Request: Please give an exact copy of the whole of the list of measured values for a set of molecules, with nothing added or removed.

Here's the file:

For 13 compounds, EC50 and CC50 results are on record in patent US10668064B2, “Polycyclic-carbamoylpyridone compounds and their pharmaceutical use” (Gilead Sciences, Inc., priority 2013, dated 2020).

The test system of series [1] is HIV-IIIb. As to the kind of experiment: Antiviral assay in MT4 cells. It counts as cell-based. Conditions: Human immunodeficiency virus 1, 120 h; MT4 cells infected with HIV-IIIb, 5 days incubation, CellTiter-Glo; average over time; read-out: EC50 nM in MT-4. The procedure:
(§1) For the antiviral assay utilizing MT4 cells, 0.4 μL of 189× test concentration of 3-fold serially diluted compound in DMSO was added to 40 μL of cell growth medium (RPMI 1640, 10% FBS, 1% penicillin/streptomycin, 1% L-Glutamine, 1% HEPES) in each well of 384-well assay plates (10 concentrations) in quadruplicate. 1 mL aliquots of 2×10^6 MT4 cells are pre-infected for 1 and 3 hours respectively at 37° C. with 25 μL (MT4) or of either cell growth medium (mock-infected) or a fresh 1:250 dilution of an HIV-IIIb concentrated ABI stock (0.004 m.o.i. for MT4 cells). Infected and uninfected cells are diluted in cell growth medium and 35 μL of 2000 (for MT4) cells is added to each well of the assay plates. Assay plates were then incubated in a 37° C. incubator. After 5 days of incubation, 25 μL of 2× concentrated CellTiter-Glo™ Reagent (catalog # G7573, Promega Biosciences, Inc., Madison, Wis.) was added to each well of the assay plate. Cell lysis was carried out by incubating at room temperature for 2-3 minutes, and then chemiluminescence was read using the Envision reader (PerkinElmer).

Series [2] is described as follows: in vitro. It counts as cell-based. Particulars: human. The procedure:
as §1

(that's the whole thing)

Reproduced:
For 13 compounds, EC50 and CC50 results are on record in patent US10668064B2, “Polycyclic-carbamoylpyridone compounds and their pharmaceutical use” (Gilead Sciences, Inc., priority 2013, dated 2020).

The test system of series [1] is HIV-IIIb. As to the kind of experiment: Antiviral assay in MT4 cells. It counts as cell-based. Conditions: Human immunodeficiency virus 1, 120 h; MT4 cells infected with HIV-IIIb, 5 days incubation, CellTiter-Glo; average over time; read-out: EC50 nM in MT-4. The procedure:
(§1) For the antiviral assay utilizing MT4 cells, 0.4 μL of 189× test concentration of 3-fold serially diluted compound in DMSO was added to 40 μL of cell growth medium (RPMI 1640, 10% FBS, 1% penicillin/streptomycin, 1% L-Glutamine, 1% HEPES) in each well of 384-well assay plates (10 concentrations) in quadruplicate. 1 mL aliquots of 2×10^6 MT4 cells are pre-infected for 1 and 3 hours respectively at 37° C. with 25 μL (MT4) or of either cell growth medium (mock-infected) or a fresh 1:250 dilution of an HIV-IIIb concentrated ABI stock (0.004 m.o.i. for MT4 cells). Infected and uninfected cells are diluted in cell growth medium and 35 μL of 2000 (for MT4) cells is added to each well of the assay plates. Assay plates were then incubated in a 37° C. incubator. After 5 days of incubation, 25 μL of 2× concentrated CellTiter-Glo™ Reagent (catalog # G7573, Promega Biosciences, Inc., Madison, Wis.) was added to each well of the assay plate. Cell lysis was carried out by incubating at room temperature for 2-3 minutes, and then chemiluminescence was read using the Envision reader (PerkinElmer).

Series [2] is described as follows: in vitro. It counts as cell-based. Particulars: human. The procedure:
as §1